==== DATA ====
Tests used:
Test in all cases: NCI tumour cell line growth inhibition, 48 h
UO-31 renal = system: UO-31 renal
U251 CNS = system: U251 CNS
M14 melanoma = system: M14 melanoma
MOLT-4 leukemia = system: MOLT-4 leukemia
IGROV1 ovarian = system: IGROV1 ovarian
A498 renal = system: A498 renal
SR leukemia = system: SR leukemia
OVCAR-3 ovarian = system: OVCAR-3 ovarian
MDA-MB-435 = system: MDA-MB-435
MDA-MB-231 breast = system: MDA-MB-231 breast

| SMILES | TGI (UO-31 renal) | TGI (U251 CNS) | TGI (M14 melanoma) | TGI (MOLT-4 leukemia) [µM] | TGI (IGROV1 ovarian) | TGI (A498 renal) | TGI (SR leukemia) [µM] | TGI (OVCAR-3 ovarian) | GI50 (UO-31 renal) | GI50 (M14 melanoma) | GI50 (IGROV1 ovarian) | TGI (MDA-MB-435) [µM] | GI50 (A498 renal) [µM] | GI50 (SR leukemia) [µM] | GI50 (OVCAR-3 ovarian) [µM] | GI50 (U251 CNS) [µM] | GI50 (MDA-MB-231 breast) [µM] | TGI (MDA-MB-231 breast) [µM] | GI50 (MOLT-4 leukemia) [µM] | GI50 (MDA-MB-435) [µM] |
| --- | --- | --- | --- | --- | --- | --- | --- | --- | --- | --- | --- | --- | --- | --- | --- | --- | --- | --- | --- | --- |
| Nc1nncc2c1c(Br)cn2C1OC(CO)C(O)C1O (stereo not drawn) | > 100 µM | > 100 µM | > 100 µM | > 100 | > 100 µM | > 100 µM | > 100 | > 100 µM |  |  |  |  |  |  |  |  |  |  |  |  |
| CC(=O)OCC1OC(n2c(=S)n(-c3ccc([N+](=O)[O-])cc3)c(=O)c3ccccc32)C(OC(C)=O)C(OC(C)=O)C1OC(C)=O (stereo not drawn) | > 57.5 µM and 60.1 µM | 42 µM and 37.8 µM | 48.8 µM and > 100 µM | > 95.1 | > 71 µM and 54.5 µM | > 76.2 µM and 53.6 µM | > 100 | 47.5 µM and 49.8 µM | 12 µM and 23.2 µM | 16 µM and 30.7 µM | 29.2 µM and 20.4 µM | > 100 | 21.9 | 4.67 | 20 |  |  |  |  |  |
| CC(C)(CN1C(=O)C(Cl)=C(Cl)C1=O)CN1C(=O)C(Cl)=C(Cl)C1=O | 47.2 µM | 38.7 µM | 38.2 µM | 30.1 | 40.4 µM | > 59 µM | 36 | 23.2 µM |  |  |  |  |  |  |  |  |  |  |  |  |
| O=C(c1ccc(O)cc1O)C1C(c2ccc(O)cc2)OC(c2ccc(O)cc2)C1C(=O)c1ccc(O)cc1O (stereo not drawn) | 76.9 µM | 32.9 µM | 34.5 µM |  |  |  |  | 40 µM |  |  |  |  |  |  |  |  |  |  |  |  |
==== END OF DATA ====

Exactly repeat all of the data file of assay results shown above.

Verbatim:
Tests used:
Test in all cases: NCI tumour cell line growth inhibition, 48 h
UO-31 renal = system: UO-31 renal
U251 CNS = system: U251 CNS
M14 melanoma = system: M14 melanoma
MOLT-4 leukemia = system: MOLT-4 leukemia
IGROV1 ovarian = system: IGROV1 ovarian
A498 renal = system: A498 renal
SR leukemia = system: SR leukemia
OVCAR-3 ovarian = system: OVCAR-3 ovarian
MDA-MB-435 = system: MDA-MB-435
MDA-MB-231 breast = system: MDA-MB-231 breast

| SMILES | TGI (UO-31 renal) | TGI (U251 CNS) | TGI (M14 melanoma) | TGI (MOLT-4 leukemia) [µM] | TGI (IGROV1 ovarian) | TGI (A498 renal) | TGI (SR leukemia) [µM] | TGI (OVCAR-3 ovarian) | GI50 (UO-31 renal) | GI50 (M14 melanoma) | GI50 (IGROV1 ovarian) | TGI (MDA-MB-435) [µM] | GI50 (A498 renal) [µM] | GI50 (SR leukemia) [µM] | GI50 (OVCAR-3 ovarian) [µM] | GI50 (U251 CNS) [µM] | GI50 (MDA-MB-231 breast) [µM] | TGI (MDA-MB-231 breast) [µM] | GI50 (MOLT-4 leukemia) [µM] | GI50 (MDA-MB-435) [µM] |
| --- | --- | --- | --- | --- | --- | --- | --- | --- | --- | --- | --- | --- | --- | --- | --- | --- | --- | --- | --- | --- |
| Nc1nncc2c1c(Br)cn2C1OC(CO)C(O)C1O (stereo not drawn) | > 100 µM | > 100 µM | > 100 µM | > 100 | > 100 µM | > 100 µM | > 100 | > 100 µM |  |  |  |  |  |  |  |  |  |  |  |  |
| CC(=O)OCC1OC(n2c(=S)n(-c3ccc([N+](=O)[O-])cc3)c(=O)c3ccccc32)C(OC(C)=O)C(OC(C)=O)C1OC(C)=O (stereo not drawn) | > 57.5 µM and 60.1 µM | 42 µM and 37.8 µM | 48.8 µM and > 100 µM | > 95.1 | > 71 µM and 54.5 µM | > 76.2 µM and 53.6 µM | > 100 | 47.5 µM and 49.8 µM | 12 µM and 23.2 µM | 16 µM and 30.7 µM | 29.2 µM and 20.4 µM | > 100 | 21.9 | 4.67 | 20 |  |  |  |  |  |
| CC(C)(CN1C(=O)C(Cl)=C(Cl)C1=O)CN1C(=O)C(Cl)=C(Cl)C1=O | 47.2 µM | 38.7 µM | 38.2 µM | 30.1 | 40.4 µM | > 59 µM | 36 | 23.2 µM |  |  |  |  |  |  |  |  |  |  |  |  |
| O=C(c1ccc(O)cc1O)C1C(c2ccc(O)cc2)OC(c2ccc(O)cc2)C1C(=O)c1ccc(O)cc1O (stereo not drawn) | 76.9 µM | 32.9 µM | 34.5 µM |  |  |  |  | 40 µM |  |  |  |  |  |  |  |  |  |  |  |  |